Railway research could lead to flangeless steering

| Transport

Railway points could be replaced if self-guided vehicles used
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Researchers at the University of Huddersfield have been working on innovative rail improvement projects including the elimination of points by using flangeless guidance.

Railway researchers at the University of Huddersfield have taken part in a £16 million European project designed to find ways of boosting the capacity, reliability and cost effectiveness of Europe’s railways. The project In2Rail was part of three ‘lighthouse’ projects kick-starting the Shift2Rail joint undertaking to which the University’s Institute of Railway Research (IRR) contributed to several facets

In2Rail has now concluded, after the partners carried out research in three areas, listed as Smart Infrastructure, Intelligent Mobility Management and Power Supply and Energy Management Systems.

At the IRR in Huddersfield, Head of Research and Principal Enterprise Fellow Dr Yann Bezin and Industrial Fellow Dr Dimitrios Kostovasilis had key roles in two work packages in the Smart Infrastructure category.

They investigated a range of radical innovations to switches and crossings – the components of the railway that are most susceptible to damage and fatigue. Among the new concepts examined by the IRR researchers and their partners, headed by Network Rail, were unconventional methods for guiding rail vehicles without the need for switches, including an engineering solution known as flange-back steering.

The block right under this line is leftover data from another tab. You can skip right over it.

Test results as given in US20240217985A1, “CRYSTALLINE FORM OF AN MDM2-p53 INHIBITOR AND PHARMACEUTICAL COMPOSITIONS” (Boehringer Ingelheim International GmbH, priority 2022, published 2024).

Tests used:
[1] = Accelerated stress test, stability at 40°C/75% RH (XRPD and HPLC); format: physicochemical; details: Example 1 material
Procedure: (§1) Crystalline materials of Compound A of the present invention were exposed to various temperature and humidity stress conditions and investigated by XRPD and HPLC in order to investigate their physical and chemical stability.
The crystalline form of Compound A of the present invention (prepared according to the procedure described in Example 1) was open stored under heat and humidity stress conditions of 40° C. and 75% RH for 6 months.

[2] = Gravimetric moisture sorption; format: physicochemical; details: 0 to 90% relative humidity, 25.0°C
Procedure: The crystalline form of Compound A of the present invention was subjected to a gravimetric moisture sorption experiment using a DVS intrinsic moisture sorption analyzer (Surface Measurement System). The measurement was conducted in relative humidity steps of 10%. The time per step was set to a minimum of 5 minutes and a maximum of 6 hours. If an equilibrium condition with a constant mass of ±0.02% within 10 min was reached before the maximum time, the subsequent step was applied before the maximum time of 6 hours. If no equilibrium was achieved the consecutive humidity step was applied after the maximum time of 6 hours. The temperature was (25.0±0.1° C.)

Advanced simulation software was used to evaluate the potential of this. Despite obvious benefit of removing the weakest component of current switches, the radical solution proves to bring additional challenges, but a stepping stone has been reached in its understanding. However, the Huddersfield researchers believe that radical concepts evaluated so far would really emerge together with self-steering rail vehicles abilities, belonging to the longer-term future and that in the meantime a step-change approach – improvements to existing switches – would mean quicker benefits. The team led by Dr Bezin at Huddersfield is already actively working on this aspect in the Shift2Rail project In2Track.

For their contribution to another In2Rail work package, Dr Bezin, Ilaria Grossoni, Dr Sergio Neves and Dr Sam Hawksbee carried out a track settlement analysis of the transition zone between slab track and ballasted track. This is a point that can suffer accelerated degradation because of higher dynamic loads, and the rail engineering company Rhomberg Sersa has developed an innovative transition system.

Network Rail has begun to employ this at a number of UK locations, at transition between slab track on bridges or tunnels and ballasted track on either side. Dr Bezin and his team of researchers carried out numerical modelling that will lead to greater scientific understanding of the issues surrounding transitions zones and their remedial solutions.

Involvement in the In2Rail programme has led to greater general understanding of track behaviour and has helped to forge new partnerships between universities and industry, said Dr Bezin.

Now he, Dr Kostovasilis, Ilaria Grossoni and Dr Sam Hawksbee are preparing papers on flange-back steering, settlement analysis and on transition zones that will feature at the Fourth International Conference on Railway Technology: Research, Development and Maintenance, taking place in Barcelona at the start of September.

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